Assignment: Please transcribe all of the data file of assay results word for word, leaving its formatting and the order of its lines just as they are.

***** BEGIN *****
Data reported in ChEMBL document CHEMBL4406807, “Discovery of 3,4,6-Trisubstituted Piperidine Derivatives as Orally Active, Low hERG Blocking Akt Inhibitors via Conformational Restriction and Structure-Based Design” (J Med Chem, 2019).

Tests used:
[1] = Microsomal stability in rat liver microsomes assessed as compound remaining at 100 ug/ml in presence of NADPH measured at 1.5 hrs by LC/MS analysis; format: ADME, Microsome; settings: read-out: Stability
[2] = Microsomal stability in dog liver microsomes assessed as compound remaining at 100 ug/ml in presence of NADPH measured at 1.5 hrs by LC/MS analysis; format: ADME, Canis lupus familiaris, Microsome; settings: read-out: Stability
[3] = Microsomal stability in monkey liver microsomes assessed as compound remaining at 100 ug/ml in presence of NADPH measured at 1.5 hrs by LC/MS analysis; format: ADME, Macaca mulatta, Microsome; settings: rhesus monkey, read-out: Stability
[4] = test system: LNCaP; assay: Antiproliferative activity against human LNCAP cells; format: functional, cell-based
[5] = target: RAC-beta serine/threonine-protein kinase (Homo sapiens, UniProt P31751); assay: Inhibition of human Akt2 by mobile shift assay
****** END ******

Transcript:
Data reported in ChEMBL document CHEMBL4406807, “Discovery of 3,4,6-Trisubstituted Piperidine Derivatives as Orally Active, Low hERG Blocking Akt Inhibitors via Conformational Restriction and Structure-Based Design” (J Med Chem, 2019).

Tests used:
[1] = Microsomal stability in rat liver microsomes assessed as compound remaining at 100 ug/ml in presence of NADPH measured at 1.5 hrs by LC/MS analysis; format: ADME, Microsome; settings: read-out: Stability
[2] = Microsomal stability in dog liver microsomes assessed as compound remaining at 100 ug/ml in presence of NADPH measured at 1.5 hrs by LC/MS analysis; format: ADME, Canis lupus familiaris, Microsome; settings: read-out: Stability
[3] = Microsomal stability in monkey liver microsomes assessed as compound remaining at 100 ug/ml in presence of NADPH measured at 1.5 hrs by LC/MS analysis; format: ADME, Macaca mulatta, Microsome; settings: rhesus monkey, read-out: Stability
[4] = test system: LNCaP; assay: Antiproliferative activity against human LNCAP cells; format: functional, cell-based
[5] = target: RAC-beta serine/threonine-protein kinase (Homo sapiens, UniProt P31751); assay: Inhibition of human Akt2 by mobile shift assay